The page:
Behind the doors of lovely middle class homes often lie little secrets of male dominance. The exterior tells a tale of a happy couple with children living among the normal life of a middle class family. You would not expect to find discord of a serious nature beyond gentle arguments over what to have for dinner or where to holiday next. The reason you would not expect to find trouble is because female violence is (falsely) linked with poverty, the lower classes, shoddy neighbourhoods or with the gender imbalance in third world countries where women do not even have legislative backing to help mitigate the excesses propagated against them. 

The middle class patriarchal system in Western democracies operates in the private sphere and in secrecy, much along the lines of the Harlan Coben novel titled. ‘Tell No One’. If you tell someone they will not believe you anyway, especially if you are the woman of the middle class home. If people by chance do believe you they will excuse your partner’s behaviour. The excuses are made along the lines of, “he is tired from working all week”, “he must be worried about the bills”. The sub-text of all this pathetic excuse making is that people do not want to get involved because it may then reveal the cracks in their own lives. Earthquakes only happen in third world countries, not in the tree lined suburbs of the Western world.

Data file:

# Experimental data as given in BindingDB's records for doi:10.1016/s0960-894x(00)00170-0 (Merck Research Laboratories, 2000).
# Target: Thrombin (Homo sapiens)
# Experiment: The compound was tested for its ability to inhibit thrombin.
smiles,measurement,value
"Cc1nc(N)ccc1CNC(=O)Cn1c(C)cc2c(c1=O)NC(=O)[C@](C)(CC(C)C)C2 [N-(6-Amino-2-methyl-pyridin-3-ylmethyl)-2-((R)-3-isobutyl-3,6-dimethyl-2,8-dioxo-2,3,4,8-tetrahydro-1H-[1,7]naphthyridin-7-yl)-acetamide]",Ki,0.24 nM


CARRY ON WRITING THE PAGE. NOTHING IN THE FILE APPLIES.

The woman who is being shoved and pulled roughly starts to wonder whether what she is experiencing is ‘normal’. After all, violence must produce blood to termed as ‘violence’ in the first place? Does it? If no bruises show up is it still violence? Perhaps the definition of violence allows the middle class man to get away completely because there are no bruises and no blood is drawn. He has made his manly point. Is that not his right? After all he is king of the castle.